In the measurement mode, a drug diffusion sample 10 is placed in the holding fixture 46. The light which passes through the drug diffusion sample 10 is recorded by the video camera 48. The analog output of the video camera is digitized and stored by the image processor 54. The data representing the acquired electronic image is passed to the image processing software and is analyzed as described below.

From the acquired image, the location of each antibiotic disk is calculated by the disk location module as follows, with reference to FIG. 7. A database populated off line contains the nominal radii (in millimeters) of the antibiotic disks, r.sub., used and the radius of the Petri plate, Rp. This database also contains the number of antibiotic disks on the plate, Nd. From this information, the ratio of the area covered by the disks to the total area of the Petri plate is calculated as (Nd rd 2)/(Rp 2). Since the relationship between distances in pixels and metric distances is known from the calibration step, the number of pixels nominally covered by the antibiotic disks is determined in step 90. This number is given by πR2 (Nd rd 2)/(Rp 2), where R is the radius of the Petri plate in pixels as computed during the calibration step.

The pixels inside the Petri plate are ordered from lowest brightness value to highest brightness value in step 92. A threshold value, T1, is then computed such that πR2 (Nd rd 2)/(Rp 2) pixels have brightness values less than or equal to T1 (step 94). In step 96, a new image, C(x,y), is constructed which satisfies:

C(x,y)=1 if I(x,y)<T1 else C(x,y)=0                   (1)

From this binary image, an auxiliary image L(x,y) is generated such that each connected region in image C(x,y) having of a value of 1 is assigned a unique label (see, for example, Computer Vision, Ballard and Brown, p. 151). For each connected region, i, the total area in number of pixels, Ai, as well as the coordinates of its centroid, Xi and Yi, is computed in step 98 (see, for example, Digital Picture Processing, Rosenfeld and Kak, p. 288). The Nd connected regions with the largest areas are identified as the locations of the antibiotic disks in the image (step 100). This approach has the advantage of being insensitive to relative changes in illumination and does not depend on fixed brightness thresholds.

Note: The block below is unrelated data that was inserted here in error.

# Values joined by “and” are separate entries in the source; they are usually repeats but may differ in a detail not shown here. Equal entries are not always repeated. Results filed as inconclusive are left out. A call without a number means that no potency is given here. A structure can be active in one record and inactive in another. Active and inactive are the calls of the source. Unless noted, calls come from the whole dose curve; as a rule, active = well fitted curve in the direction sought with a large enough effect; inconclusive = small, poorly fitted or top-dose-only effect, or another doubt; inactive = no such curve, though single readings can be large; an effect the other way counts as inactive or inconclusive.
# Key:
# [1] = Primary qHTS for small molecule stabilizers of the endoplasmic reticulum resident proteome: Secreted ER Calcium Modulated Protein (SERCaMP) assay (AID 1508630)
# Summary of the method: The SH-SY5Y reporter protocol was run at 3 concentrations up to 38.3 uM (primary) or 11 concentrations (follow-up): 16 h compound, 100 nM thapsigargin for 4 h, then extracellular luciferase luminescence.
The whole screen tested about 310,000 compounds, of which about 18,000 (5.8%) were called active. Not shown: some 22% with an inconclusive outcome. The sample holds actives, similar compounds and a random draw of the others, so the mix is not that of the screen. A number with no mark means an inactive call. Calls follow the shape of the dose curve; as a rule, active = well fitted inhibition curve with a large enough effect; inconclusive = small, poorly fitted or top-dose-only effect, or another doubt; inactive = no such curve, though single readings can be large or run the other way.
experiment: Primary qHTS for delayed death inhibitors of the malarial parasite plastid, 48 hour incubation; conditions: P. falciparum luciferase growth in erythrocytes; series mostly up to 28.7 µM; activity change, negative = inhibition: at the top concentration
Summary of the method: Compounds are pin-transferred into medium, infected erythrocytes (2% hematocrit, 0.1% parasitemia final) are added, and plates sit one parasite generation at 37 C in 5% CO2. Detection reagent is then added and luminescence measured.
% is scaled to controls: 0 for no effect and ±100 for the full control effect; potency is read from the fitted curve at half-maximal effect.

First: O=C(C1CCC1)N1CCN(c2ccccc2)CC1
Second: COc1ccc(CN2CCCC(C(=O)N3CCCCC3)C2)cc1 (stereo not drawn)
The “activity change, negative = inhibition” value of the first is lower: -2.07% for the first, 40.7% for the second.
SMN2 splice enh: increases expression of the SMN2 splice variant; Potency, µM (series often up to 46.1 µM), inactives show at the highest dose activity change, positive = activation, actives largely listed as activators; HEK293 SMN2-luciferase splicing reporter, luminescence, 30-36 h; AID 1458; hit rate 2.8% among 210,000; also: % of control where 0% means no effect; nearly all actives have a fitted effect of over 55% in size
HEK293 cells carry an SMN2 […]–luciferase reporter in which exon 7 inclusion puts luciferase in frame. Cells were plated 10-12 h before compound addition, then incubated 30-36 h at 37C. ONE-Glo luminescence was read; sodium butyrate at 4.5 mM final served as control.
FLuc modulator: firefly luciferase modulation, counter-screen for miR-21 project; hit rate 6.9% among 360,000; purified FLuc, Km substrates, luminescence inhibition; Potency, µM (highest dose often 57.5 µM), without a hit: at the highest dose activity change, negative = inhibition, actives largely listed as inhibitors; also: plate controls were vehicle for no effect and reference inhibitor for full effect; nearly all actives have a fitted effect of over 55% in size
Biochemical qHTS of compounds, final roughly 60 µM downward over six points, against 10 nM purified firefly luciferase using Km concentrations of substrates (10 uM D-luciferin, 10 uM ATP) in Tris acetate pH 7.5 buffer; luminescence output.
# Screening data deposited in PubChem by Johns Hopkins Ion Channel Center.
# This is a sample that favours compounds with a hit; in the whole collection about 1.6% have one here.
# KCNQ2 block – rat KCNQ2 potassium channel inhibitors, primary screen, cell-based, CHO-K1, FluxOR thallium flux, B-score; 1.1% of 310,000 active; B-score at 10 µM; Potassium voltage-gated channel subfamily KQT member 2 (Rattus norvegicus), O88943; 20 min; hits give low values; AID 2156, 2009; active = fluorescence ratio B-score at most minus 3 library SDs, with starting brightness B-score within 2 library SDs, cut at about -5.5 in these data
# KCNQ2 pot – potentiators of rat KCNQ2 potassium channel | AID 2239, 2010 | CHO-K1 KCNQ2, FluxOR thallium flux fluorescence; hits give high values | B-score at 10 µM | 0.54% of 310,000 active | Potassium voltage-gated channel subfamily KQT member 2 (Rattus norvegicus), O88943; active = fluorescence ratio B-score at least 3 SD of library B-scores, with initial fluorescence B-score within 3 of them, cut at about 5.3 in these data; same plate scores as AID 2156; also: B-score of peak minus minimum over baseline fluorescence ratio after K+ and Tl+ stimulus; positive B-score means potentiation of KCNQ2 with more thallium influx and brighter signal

The second task of the disk location module is the refinement of the location of the boundary of each antibiotic disk in the image. An initial estimate of the boundary is provided by a circle of radius αrd by converting the known radius of the disk from millimeters to pixels. Since the antibiotic disk is opaque, the disk should be dark in the image, while the image should become substantially brighter outside the disk. This transition from very dark to bright is very narrow, typically on the order of one or two pixels, and is composed of those pixels which only partially cover the disk. Thus, at this transition, there is a dramatic increase in brightness over a one to two pixel interval.

The refinement of the location of the boundary of the disk in the image is preferably computed as follows, with reference to FIG. 7. First, an array B1 (r) is computed in step 102 which contains, for location (r), the average brightness of all pixels which are at a distance r from the disk center, where r is truncated to the nearest integral value of pixels. Beginning with a distance value of d=αrd /2, i.e., half the nominal radius of the disk, the smallest index d is found such that the ratio of B1 (d) to B1 (d-1), i.e., the distance value immediately lower, is above a threshold, T2, typically 1.1. A large ratio indicates the inception of a dramatic increase in brightness. This location is used as a refined estimate of the disk radius (step 104).

After the location of the antibiotic disks and refinement of the disk radius values, the next step is the association of each disk with an antibiotic by the disk labeling module, as shown in FIG. 8. Because the antibiotic disks are deposited in a regular geometric orientation by a mechanical device, the relative locations of the disks on the plate are roughly known. Thus, a template can be generated prior to processing which contains the x and y coordinates in millimeters of each antibiotic disk in the plate with respect to the center of the plate (step 120). As a preliminary step, the x and y coordinates are converted to pixel distances using the conversion ratio α.